Saturday, July 5, 2014

Hun Sen and his Questionable Legitimate Rule

Hun Sen greets King Sihamoni (Image


Legitimacy is a core value to all governments around the world, and the government in each country  has different levels of legitimacy depends on how it comes to power-- by forces, cheated election, and free and fair election.  For Cambodia, a question of legitimacy for the government has been raised since 1979 when Vietnam had invaded Cambodia and installed its satellite regime to rule the country on its behest until today.  Despite legitimacy has been questionable, Hun Sen regime has managed to hold its power for over three decades with minimum interruption.  Literally, legitimacy means that the rightful king or queen is on the throne by reason of "legitimate birth."  Since the European Middle Age, the term means to the legal and psychological rights to govern.  But nowadays legitimacy is more referred to an attitude in people's minds--in some countries strong, in other weak--that the government's rule is rightful.  As the current Cambodian unilateral government has been decried for its legitimacy, Hun Sen recently has brazenly compared himself with a Thai military coup leader, General Prayuth Chan Ocha, who had launched a bloodless coup to topple an elected government and proclaimed himself as a legitimate ruler of Thailand when he got endorsement from the king.  Hun Sen assumed that if Prayuth was a legitimate leader why not him since he and Gen. Prayuth have received the same royal endorsement.  Can the king or queen give legitimacy to any leader on his or her own will?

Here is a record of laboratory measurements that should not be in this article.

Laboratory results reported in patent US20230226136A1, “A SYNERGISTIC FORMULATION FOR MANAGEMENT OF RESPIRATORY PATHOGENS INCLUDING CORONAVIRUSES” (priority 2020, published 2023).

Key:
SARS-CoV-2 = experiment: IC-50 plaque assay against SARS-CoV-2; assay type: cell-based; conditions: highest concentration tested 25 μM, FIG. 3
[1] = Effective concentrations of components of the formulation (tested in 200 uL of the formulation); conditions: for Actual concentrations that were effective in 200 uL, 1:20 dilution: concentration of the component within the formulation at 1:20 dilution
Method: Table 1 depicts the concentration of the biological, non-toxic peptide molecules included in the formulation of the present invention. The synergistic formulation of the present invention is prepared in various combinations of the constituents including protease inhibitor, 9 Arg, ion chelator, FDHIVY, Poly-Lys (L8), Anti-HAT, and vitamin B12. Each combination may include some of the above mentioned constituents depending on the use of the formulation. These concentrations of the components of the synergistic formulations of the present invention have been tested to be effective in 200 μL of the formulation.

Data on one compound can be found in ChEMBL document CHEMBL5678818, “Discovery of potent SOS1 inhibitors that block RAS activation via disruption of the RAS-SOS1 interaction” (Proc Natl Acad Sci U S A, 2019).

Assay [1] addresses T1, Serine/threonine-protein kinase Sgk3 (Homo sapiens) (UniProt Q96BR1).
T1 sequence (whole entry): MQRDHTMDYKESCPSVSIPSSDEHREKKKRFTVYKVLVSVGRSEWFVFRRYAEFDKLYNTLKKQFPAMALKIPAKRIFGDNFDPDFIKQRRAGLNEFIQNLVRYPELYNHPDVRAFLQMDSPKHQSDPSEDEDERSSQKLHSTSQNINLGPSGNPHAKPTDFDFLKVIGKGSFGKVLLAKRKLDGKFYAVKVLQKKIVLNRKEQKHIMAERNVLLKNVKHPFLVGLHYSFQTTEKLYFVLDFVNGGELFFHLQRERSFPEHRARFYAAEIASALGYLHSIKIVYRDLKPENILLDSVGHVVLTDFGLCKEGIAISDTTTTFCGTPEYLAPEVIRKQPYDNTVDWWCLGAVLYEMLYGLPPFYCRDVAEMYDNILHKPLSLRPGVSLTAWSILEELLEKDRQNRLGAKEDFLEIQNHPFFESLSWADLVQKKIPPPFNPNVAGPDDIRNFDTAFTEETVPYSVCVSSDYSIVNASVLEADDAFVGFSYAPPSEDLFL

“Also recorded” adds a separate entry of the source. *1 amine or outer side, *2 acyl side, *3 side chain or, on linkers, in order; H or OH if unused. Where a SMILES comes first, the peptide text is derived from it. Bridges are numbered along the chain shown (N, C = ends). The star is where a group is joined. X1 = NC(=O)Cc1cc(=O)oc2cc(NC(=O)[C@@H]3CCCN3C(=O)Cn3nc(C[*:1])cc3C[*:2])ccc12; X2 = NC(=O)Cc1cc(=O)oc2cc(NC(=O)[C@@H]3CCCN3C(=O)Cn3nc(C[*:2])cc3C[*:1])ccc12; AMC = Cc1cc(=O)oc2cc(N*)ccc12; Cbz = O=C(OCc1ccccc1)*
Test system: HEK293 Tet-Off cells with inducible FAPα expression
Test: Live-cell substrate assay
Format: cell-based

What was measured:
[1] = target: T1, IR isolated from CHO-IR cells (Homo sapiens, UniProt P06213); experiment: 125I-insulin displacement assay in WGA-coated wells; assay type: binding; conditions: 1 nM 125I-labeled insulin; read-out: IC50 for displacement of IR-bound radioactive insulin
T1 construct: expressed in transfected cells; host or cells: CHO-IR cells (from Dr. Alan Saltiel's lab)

Since Thailand is the most prominent constitutional monarchy and democracy in the region, a recent military coup in Thailand has sent a wrong message to the entire region while democracies are flourishing in some countries--Indonesia and Philippines-- some are struggling to nurture it-- Cambodia and Myanmar--and the others are either partially democratic-- Singapore and Malaysia--or autocratic--Brunei, Laos, and Vietnam.  Cambodia which has gained momentum in searching for true democracy, the Thai military coup has pushed the democratic forces into disadvantageous position when Hun Sen, a braggart and dictatorial leader, has used a situation in Thailand as a good excuse for iron fist rule.  He confused himself, stating that the Thai coup leader, Gen. Prayuth Chan Ocha was legitimate leader why not him when he and Gen. Prayuth got the same approval from the king, the highest authority in the country.  Hun Sen's thinking is in hundreds years back to the European Middle Ages.  Nowadays even if legitimacy is still endorsed by the king or Queen in some countries, the true legitimacy is stemmed from the hearts and minds of the people.  The king or queen in Britain, Japan, Spain, Norway, Sweden, and so forth can only endorse any leader if and only if the leader was freely and fairly elected by the people.  In this scenario, Prayuth is not a legitimate leader of Thailand in the eyes of people and the international community though he was endorsed by the king because he was not elected by the people.